I am planning on building a small deck on the side of my house where there is no door or window. The level of the deck is below the top of the basement, so I need to drill through the concrete for the ledger board. However, because there is no door, I am thinking about just building the deck as freestanding without attaching it to the house. One downside that I can think of is that the deck edge might drift relative to the house, making it look crooked. Is this is a problem? What are the downsides of making the deck freestanding?

3 Answers 3


The big drawback is that your footings aren't done right or don't hold up well and you have a deck that slants a little compared to the house. You could end up with a little dip or a lip when you walk out the door. This may take one year or 30 years or 100 years. If you don't have a ledger it will happen. If you are building on very solid ground maybe your concerns aren't as bad but eventually these two things will look like they don't belong together.

Builders like doing it this way because as long as the footings are good the deck should generally stay where it is compared to the house for a few years. Also what do you do if your deck is slanted 5 degrees or is pulled out from your house an inch or two. I really doubt there is a monetary remedy for slight frustration. And the flip side for builders is attaching. Messing up your structure or allowing water into your structure is not only very quantifiable but could also come back to hunt them soon after a build. So $$$ will dictate that a builder wouldn't attach to your house if it were their choice - especially if they are subcontracting it out.

Flashing a house for the ledger isn't rocket science. There should actually be flashing under and over the ledger. I have helped put up 5-6 decks, always used a ledger and never heard anyone have water issues. And these were just all put together neighborhood style - no pros. I can't imagine not using a ledge unless the deck was only a foot or two off the ground.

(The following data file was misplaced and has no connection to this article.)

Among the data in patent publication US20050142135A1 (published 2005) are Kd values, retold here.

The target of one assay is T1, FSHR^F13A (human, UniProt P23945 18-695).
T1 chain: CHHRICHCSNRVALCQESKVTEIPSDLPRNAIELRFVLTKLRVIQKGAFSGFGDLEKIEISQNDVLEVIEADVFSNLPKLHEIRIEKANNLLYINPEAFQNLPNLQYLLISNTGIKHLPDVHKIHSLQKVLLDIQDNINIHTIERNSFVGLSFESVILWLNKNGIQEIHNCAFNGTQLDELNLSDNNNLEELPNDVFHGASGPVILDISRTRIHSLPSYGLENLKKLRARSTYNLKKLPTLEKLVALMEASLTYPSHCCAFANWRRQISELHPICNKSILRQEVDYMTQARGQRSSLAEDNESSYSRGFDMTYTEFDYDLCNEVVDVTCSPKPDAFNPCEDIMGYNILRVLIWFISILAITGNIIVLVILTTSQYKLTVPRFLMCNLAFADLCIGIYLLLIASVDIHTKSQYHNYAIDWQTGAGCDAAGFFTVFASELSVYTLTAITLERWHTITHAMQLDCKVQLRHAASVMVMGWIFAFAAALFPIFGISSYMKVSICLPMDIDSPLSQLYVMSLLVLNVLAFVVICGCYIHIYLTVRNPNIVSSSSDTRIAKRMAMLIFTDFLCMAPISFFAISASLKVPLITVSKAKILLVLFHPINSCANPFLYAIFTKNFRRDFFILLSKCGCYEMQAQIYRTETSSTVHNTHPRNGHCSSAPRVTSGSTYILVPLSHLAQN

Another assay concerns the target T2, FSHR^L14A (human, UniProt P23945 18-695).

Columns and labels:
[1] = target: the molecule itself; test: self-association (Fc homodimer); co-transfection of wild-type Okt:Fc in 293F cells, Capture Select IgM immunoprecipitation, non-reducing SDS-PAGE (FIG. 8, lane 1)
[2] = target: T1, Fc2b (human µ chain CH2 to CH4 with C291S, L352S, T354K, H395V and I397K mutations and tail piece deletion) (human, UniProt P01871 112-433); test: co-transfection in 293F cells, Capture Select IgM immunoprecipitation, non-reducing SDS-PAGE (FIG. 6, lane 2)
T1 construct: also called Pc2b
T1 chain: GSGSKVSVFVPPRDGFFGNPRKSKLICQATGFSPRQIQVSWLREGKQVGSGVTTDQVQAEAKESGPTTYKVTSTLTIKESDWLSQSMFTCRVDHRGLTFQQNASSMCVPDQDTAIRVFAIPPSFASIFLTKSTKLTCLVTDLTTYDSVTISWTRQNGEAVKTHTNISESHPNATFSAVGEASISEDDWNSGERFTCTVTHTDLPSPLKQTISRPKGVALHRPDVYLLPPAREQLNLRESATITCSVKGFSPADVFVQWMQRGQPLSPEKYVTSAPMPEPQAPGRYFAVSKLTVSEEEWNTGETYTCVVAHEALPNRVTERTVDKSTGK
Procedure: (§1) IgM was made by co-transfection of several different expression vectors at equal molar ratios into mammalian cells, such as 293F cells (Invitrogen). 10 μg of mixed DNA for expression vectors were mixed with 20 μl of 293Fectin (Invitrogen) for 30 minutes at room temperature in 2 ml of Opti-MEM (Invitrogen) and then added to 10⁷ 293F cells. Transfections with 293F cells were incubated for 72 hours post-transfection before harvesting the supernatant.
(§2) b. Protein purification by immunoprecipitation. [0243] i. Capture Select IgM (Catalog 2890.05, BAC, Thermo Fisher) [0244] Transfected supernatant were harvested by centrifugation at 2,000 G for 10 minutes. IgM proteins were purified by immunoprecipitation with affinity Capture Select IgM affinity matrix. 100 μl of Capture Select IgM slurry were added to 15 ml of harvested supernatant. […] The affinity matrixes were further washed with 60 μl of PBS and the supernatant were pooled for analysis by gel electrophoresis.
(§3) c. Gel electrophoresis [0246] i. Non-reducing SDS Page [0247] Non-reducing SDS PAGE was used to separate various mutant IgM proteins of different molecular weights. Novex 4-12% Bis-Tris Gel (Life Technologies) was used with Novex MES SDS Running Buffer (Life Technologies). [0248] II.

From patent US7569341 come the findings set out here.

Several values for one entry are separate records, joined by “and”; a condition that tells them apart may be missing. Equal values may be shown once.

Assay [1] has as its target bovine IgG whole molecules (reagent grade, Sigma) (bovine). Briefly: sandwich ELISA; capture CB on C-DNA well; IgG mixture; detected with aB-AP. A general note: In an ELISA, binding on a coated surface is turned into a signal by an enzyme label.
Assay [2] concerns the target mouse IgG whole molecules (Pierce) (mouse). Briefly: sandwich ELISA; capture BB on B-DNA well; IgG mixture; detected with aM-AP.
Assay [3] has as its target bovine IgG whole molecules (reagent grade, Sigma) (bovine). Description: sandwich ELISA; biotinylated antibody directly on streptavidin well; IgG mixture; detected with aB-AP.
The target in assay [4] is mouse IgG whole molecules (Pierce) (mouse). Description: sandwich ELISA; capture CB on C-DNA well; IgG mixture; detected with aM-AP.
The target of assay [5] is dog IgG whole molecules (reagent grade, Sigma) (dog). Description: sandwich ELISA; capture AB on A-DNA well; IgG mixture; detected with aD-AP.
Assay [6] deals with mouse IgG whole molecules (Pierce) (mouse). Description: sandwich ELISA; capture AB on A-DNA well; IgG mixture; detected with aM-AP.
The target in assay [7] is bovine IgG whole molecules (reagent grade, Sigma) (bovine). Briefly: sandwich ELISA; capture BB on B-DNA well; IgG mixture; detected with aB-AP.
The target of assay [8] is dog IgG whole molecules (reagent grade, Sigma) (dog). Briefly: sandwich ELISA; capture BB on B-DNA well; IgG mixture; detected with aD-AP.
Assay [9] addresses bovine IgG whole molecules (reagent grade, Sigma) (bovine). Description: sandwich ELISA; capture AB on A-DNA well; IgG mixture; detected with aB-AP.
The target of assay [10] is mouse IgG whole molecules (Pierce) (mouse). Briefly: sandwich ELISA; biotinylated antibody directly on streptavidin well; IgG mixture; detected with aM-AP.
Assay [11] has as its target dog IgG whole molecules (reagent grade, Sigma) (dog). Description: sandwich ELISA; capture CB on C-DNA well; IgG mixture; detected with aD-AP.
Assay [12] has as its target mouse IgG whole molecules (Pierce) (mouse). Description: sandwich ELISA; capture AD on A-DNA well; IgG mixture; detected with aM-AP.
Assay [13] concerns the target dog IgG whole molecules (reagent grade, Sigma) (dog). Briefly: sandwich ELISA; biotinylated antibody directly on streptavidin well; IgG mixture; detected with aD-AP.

For your situation I could see going either way. The fact that you are going through concrete is actually good for waterproofing - concrete doesn't rot if you have an issue. But I do understand that you want it to be easy and without a window or door it would have to really go off course to look wrong.

  • Thanks for the great response. I'll have to give it some thought, but I leaning detached at the moment.
    – Erick T
    May 26, 2013 at 6:43

Doing this has the advantage of not having to attach a ledger board to the house, which must be flashed carefully to keep water from getting in.

The big disadvantage is that you don't get stability of hooking to a big immovable house, so if the deck is a second-floor one, you will probably want more diagonal bracing on the posts to keep things stable. If it's a low deck, this probably doesn't matter.

So, no real reason not to do it detached. There are a number of builders who do it this way.


In order to PROPERLY secure a ledger invilves removing EVERYTHING back to the sheathing. Find PROPER floor joists, and hoping the floor runs the right direction. If a house is not built with a deck intended to be there structurally it is very difficult to "simply install" a ledger. Building freestanding gives the ability of avoiding permits, and sometimes large amounts of structural reinforcement. If you are worried about settling attaching to the house is WORSE. Now you have weight pulling on your walls were it wasn't intended. No better way to implode your house. Furthermore, many simply lag to the house. In the wall. Where your water lines, electrical, heating and we'll all other arteries are in a house. A ledger is NOT always ideal, just handy if circumstances allow.

  • Hello, and welcome to Home Improvement. Thanks for the answer; keep 'em coming! Jun 6, 2019 at 16:34

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